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Grapevine

Grapevine: The unkindest cut of all

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Marcus & Millichap completes sale in Garfield

By Mario Marroquin
June 28, 2017 10:27 AM

Commercial real estate firm Marcus & Millichap recently announced it has completed the sale of an eight-unit apartment in Garfield for $1.5 million from a limited liability company to a private investor. CONTINUE READING

Interpace signs pact with Aetna for thyroid tests

By NJBIZ STAFF
June 28, 2017 11:29 AM

Interpace Diagnostics Group Inc., a Parsippany-based diagnostic test company, has signed a national contract with Aetna to provide a pair of molecular tests for thyroid nodules. CONTINUE READING

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Cooper opens Runnemede urgent care center

By Anjalee Khemlani
June 28, 2017 09:49 AM

Cooper University Health Care opened a new urgent care center in Runnymede. CONTINUE READING

C&K, =SPACE open Newark coworking space

By Mario Marroquin
June 27, 2017 10:11 AM

At 2 Gateway Center in Newark, C&K Properties and =SPACE recently opened Public SPACE, a coworking space for tech-oriented and digital creative entrepreneurs. CONTINUE READING

Chubb names EVP to oversee management liability unit

By Eric Strauss
June 27, 2017 10:43 AM

Property and casualty insurer Chubb, which has its U.S. headquarters in Whitehouse Station, has named an executive vice president to lead its private/not-for-profit management liability business, it announced Monday. CONTINUE READING

Retro Fitness hires chief operations officer

By Eric Strauss
June 27, 2017 12:59 PM

Retro Fitness, the Colts Neck-based franchiser of low-cost gyms, announced Tuesday it has named its first chief operations officer. CONTINUE READING

Sitex Group completes purchases in Englewood, West Caldwell

By Mario Marroquin
June 26, 2017 01:41 PM

In an effort to expand its industrial footprint in northern New Jersey, commercial real estate firm Sitex Group has purchased two assets, at 205 Jackson St., Englewood, and 40 Fairfield Place, West Caldwell. CONTINUE READING

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New Jersey hospitals are miffed that Chris Christie went to New York for his weight-loss lap-band surgery, Grapevine has heard.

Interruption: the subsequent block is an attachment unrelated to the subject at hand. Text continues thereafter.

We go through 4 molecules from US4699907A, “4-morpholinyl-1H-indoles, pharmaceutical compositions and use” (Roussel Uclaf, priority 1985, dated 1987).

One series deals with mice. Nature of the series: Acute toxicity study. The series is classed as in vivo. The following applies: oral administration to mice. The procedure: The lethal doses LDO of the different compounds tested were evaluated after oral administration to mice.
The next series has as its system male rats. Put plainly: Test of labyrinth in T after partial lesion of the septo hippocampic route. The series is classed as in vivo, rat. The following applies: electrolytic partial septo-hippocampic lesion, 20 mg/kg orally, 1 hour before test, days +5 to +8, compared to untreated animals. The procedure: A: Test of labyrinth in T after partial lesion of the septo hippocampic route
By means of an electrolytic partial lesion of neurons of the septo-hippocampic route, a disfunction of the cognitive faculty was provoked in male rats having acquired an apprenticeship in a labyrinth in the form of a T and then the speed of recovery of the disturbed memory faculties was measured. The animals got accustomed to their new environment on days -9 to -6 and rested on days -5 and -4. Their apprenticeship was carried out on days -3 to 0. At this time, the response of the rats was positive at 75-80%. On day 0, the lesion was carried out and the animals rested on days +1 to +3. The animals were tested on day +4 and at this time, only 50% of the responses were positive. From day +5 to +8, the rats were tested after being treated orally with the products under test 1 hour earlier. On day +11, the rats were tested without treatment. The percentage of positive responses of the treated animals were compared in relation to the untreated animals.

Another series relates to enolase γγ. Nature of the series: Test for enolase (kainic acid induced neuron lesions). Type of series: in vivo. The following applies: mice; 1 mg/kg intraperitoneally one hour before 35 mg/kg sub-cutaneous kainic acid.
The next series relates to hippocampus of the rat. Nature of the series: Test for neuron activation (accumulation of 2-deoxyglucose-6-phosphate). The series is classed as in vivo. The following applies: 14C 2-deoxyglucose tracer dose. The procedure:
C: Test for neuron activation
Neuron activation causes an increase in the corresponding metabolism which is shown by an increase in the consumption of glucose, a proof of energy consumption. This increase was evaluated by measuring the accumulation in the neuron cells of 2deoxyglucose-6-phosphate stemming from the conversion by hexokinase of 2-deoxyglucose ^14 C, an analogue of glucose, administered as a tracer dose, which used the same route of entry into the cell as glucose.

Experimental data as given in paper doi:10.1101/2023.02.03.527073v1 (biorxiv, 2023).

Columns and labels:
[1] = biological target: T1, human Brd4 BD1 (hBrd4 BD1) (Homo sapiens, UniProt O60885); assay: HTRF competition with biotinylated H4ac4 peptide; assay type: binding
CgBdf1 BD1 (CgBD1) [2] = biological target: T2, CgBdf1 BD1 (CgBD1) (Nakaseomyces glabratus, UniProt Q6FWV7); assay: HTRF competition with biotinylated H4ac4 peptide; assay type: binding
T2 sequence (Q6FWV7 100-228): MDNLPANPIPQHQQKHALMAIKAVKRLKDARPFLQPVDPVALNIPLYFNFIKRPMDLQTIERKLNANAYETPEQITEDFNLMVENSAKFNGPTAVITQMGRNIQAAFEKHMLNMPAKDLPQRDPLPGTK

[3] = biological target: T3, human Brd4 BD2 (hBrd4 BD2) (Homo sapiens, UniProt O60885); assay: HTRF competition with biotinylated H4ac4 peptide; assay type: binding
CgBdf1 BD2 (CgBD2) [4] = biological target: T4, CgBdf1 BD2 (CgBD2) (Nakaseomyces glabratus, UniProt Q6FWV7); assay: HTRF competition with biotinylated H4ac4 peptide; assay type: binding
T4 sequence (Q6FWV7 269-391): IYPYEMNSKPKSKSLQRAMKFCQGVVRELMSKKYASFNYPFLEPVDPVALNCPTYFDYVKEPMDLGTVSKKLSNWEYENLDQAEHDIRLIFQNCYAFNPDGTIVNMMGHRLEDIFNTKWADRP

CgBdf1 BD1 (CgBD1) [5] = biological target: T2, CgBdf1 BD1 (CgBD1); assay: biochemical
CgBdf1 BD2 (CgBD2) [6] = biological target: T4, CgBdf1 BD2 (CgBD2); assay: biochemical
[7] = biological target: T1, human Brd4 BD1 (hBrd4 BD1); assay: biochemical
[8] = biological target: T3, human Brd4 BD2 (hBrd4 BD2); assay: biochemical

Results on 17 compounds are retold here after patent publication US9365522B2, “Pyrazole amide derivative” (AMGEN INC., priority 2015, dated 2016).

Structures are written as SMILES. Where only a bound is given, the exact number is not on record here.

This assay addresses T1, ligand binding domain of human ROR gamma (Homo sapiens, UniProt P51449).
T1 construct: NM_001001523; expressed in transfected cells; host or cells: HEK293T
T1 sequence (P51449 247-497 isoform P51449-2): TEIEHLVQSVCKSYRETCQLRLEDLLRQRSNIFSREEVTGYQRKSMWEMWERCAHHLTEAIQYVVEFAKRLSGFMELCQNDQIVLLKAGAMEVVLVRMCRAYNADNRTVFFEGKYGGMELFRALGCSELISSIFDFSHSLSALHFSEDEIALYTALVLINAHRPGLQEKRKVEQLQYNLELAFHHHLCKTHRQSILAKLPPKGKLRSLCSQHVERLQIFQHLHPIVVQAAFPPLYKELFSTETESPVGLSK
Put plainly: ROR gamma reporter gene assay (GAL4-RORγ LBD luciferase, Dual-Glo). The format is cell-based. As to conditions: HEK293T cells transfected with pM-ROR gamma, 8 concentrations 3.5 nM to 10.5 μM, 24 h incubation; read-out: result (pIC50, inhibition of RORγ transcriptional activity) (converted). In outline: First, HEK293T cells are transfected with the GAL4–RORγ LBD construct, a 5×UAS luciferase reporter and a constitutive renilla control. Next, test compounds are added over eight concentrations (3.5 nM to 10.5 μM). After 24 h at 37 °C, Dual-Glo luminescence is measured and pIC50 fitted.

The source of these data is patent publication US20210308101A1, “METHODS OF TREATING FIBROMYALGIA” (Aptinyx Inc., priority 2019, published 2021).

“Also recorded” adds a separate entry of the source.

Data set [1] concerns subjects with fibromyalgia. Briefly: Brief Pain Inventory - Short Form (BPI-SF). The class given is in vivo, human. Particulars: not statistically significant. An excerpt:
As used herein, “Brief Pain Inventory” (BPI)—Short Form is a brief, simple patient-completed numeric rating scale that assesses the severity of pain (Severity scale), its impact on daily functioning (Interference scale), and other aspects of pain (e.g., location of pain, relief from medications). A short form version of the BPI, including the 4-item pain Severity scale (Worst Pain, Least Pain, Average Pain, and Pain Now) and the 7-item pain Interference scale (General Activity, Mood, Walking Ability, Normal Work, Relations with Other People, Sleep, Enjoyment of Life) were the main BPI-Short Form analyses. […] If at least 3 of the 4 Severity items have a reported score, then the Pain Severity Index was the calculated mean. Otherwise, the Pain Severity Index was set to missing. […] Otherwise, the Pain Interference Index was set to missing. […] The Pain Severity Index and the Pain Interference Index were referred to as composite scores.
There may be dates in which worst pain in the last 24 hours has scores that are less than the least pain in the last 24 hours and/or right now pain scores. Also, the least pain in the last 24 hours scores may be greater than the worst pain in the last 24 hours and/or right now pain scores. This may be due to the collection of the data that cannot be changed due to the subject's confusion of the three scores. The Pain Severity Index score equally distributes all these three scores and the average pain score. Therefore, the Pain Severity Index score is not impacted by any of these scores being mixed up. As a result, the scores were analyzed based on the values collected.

"The hospital industry is not happy with the governor that he went to New York for health care. We know he has concerns about privacy—so go to California, go to Florida. Why would you go to New York City for what is an out-patient procedure?" a health care source told Grapevine about the same-day surgery at the NYU Langone Medical Center.

New Jersey hospitals have been striving for years to emerge from Manhattan's shadow and convince patients that they don't need to cross the river for high-quality health care. The source said of Christie: "He's Mr. New Jersey, but when it comes to his own health care, he had to go somewhere else."

Did Christie leave the state in the hope of keeping his surgery secret?

"That tells me he doesn't trust the hospitals in New Jersey to do what they are supposed to do — which is protect his privacy."

Pernetti part of Big East legacy

It appears Rutgers University won't achieve a total separation from Tim Pernetti, at least until it resolves its ongoing legal tussle with the Big East.

The ousted athletic director's name is all over recent documents in Rutgers' case against its former conference, which centers on the university's bid to move to the Big Ten.

The newest filings from the case include a 6-page "certification" from Pernetti that details his tenure as athletic director, the departures of other schools from the conference and his dealings with the Big East's board of directors leading up to Rutgers' decision.

Rutgers sued the Rhode Island-based conference in November seeking a waiver of a $10 million exit fee and the required 27 months' notice to withdraw, while demanding its share of nearly $40 million in exit fees the conference is collecting from other departed schools. The suit also alleges the Big East has "selectively decided not to enforce its bylaws" for other institutions that have left in recent years.

The Big East hopes to have the case scrapped or at least moved to arbitration in Rhode Island, but Rutgers' attorneys are contesting whether the conference can make such a change. In its filings, Rutgers says President Robert Barchi, who has the sole authority to vote for the university, was not at a November board of directors meeting at which the conference amended its bylaws and enacted the "arbitration requirement."